In my last blog post I outlined my audit epiphany regarding internal audit, namely that the underlying assumptions you have to understanding how client organisations work should be matched by an intellectually consistent method. Having thought this through I think there are some interesting points arising from this.
First I want to outline my view that I believe the two extreme ontological and epistemological assumptions don’t seem to work for me in a real-world setting. That is, a purely positivist, scientific approach does not capture the messy and complex social reality I see at my clients. For me the assumption of a single scientific reality just waiting to be discovered, certainly at strategic and tactical layers of an organisation, feels wrong. It is this same approach that I believe banks applied to their risk management, believing it to be scientific, with the results we have seen. Some understanding of qualitative and judgemental factors is just as important to internal audit as it is for risk management. The idea that organisations face a series of right and wrong answers speaks to me of the internal audit of yesteryear. This positivistic internal audit with its auditor right, auditee wrong, must-do recommendations, is just wrong on so many levels.
Similarly though, the other extreme of an idealist approach with its view that everyone is right, as there is no objective knowledge, just that as created and seen by others’ point of view, seems wrong too. Surely not everyone can be right? Surely there must be a better answer than just opinions. This too has some view of old internal audit, with its subservience to the ‘expert’ management; the view internal audit can’t and shouldn’t have an opinion over the ‘management’ issues of the day. Managers are no different to internal auditors, particularly senior managers. They face the same risk and management challenges over which they need to evaluate and take a view, as do we as auditors. At a senior level, management experience that makes them ‘expert’ in the view of this style of internal audit, is in fact the same judgements and decisions that are taken by internal audit when providing an opinion in this area. Internal audit often has a wider range of experience to draw upon than some functional managers.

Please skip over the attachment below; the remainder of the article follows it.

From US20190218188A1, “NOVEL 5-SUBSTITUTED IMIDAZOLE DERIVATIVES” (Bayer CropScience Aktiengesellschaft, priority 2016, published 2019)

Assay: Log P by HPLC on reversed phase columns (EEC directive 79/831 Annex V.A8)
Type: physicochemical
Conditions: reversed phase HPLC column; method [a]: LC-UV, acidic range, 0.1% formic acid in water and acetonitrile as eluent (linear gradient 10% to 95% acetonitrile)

So what view makes sense to me? Well a realist view. A view that there is a reality that is external to us. I also recognise that different people have different views of the same thing. In other words, this external reality is mediated through others’ views. I see this every day when working with clients. I have seen the same facts and events assessed completely differently by different people. I do believe also that the independent internal auditor is uniquely placed to make an assessment of these views and put forward an authoritative analysis of the situation.
Thus realist internal audit is neither the identification of the right answer in a positivistic manner, nor the collating a set of management narratives and providing a subservient, lacking authority, narrative of ‘potential risks’ caveated to death (often the result when you ask a positivist-scientific internal auditor to work at a strategic level). It is the sense of providing an objective analysis which recognises that the right answer may appear differently to different parties. Thus it is a professional analysis, presenting a plausible opinion, that addresses the various views and adopts a narrative that is recognisable and supportable with evidence.
What approach do you have?